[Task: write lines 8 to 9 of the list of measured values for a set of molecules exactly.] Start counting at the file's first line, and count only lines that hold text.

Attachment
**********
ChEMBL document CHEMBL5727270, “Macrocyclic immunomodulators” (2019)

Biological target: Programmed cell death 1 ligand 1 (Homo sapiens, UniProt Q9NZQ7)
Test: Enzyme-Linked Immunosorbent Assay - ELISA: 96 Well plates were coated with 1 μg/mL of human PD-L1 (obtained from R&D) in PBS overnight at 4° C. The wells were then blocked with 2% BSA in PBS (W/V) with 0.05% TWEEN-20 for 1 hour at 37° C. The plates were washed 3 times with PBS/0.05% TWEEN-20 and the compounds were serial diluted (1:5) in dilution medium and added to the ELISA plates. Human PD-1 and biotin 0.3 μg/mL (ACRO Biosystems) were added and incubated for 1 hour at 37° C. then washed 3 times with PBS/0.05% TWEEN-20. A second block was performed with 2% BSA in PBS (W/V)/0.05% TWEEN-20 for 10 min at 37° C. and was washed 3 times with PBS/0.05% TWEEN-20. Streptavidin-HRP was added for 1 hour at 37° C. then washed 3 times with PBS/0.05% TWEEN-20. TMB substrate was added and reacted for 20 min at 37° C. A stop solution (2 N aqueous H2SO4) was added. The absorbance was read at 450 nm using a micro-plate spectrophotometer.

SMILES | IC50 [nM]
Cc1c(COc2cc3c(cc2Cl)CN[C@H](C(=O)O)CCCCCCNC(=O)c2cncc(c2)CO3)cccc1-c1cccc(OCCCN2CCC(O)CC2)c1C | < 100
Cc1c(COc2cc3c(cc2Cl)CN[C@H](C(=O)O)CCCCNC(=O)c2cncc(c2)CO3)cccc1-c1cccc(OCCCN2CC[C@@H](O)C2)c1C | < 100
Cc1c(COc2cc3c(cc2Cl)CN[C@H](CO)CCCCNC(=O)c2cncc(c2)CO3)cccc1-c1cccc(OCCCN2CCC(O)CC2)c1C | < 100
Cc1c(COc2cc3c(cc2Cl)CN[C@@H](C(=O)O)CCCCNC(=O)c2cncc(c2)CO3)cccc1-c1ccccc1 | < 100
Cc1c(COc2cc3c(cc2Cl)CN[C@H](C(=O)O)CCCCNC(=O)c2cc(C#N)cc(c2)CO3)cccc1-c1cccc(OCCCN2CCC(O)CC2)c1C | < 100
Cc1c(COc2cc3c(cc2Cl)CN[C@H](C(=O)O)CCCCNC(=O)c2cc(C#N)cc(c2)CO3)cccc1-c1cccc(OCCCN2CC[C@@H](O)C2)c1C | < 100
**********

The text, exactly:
Cc1c(COc2cc3c(cc2Cl)CN[C@@H](C(=O)O)CCCCNC(=O)c2cncc(c2)CO3)cccc1-c1ccccc1 | < 100
Cc1c(COc2cc3c(cc2Cl)CN[C@H](C(=O)O)CCCCNC(=O)c2cc(C#N)cc(c2)CO3)cccc1-c1cccc(OCCCN2CCC(O)CC2)c1C | < 100